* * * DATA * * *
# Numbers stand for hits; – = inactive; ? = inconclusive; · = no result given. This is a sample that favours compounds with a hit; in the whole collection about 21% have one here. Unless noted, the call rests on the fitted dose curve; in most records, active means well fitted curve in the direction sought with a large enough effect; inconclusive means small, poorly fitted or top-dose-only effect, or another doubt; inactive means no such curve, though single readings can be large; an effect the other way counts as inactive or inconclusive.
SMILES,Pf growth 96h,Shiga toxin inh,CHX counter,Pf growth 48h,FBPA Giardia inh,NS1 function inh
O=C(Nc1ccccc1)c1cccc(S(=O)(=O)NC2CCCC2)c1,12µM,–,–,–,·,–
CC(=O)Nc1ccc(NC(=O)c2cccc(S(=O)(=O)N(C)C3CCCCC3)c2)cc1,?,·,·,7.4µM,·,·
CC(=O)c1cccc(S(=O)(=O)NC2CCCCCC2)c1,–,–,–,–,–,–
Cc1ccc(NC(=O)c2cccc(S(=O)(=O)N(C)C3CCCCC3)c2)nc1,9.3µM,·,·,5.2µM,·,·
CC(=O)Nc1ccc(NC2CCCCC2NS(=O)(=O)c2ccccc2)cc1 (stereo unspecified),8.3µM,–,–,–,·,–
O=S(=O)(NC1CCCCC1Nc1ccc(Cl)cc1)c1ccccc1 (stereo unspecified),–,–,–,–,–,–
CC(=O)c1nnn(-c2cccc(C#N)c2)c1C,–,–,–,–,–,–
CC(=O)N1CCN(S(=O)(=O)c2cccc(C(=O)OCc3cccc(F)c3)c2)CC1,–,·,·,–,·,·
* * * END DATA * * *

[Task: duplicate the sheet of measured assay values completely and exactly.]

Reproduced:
# Numbers stand for hits; – = inactive; ? = inconclusive; · = no result given. This is a sample that favours compounds with a hit; in the whole collection about 21% have one here. Unless noted, the call rests on the fitted dose curve; in most records, active means well fitted curve in the direction sought with a large enough effect; inconclusive means small, poorly fitted or top-dose-only effect, or another doubt; inactive means no such curve, though single readings can be large; an effect the other way counts as inactive or inconclusive.
SMILES,Pf growth 96h,Shiga toxin inh,CHX counter,Pf growth 48h,FBPA Giardia inh,NS1 function inh
O=C(Nc1ccccc1)c1cccc(S(=O)(=O)NC2CCCC2)c1,12µM,–,–,–,·,–
CC(=O)Nc1ccc(NC(=O)c2cccc(S(=O)(=O)N(C)C3CCCCC3)c2)cc1,?,·,·,7.4µM,·,·
CC(=O)c1cccc(S(=O)(=O)NC2CCCCCC2)c1,–,–,–,–,–,–
Cc1ccc(NC(=O)c2cccc(S(=O)(=O)N(C)C3CCCCC3)c2)nc1,9.3µM,·,·,5.2µM,·,·
CC(=O)Nc1ccc(NC2CCCCC2NS(=O)(=O)c2ccccc2)cc1 (stereo unspecified),8.3µM,–,–,–,·,–
O=S(=O)(NC1CCCCC1Nc1ccc(Cl)cc1)c1ccccc1 (stereo unspecified),–,–,–,–,–,–
CC(=O)c1nnn(-c2cccc(C#N)c2)c1C,–,–,–,–,–,–
CC(=O)N1CCN(S(=O)(=O)c2cccc(C(=O)OCc3cccc(F)c3)c2)CC1,–,·,·,–,·,·